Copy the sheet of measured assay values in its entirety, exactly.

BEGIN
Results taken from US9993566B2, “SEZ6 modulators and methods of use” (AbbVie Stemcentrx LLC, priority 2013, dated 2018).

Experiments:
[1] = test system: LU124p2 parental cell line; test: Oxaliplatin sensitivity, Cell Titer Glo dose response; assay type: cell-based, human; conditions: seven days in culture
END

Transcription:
Results taken from US9993566B2, “SEZ6 modulators and methods of use” (AbbVie Stemcentrx LLC, priority 2013, dated 2018).

Experiments:
[1] = test system: LU124p2 parental cell line; test: Oxaliplatin sensitivity, Cell Titer Glo dose response; assay type: cell-based, human; conditions: seven days in culture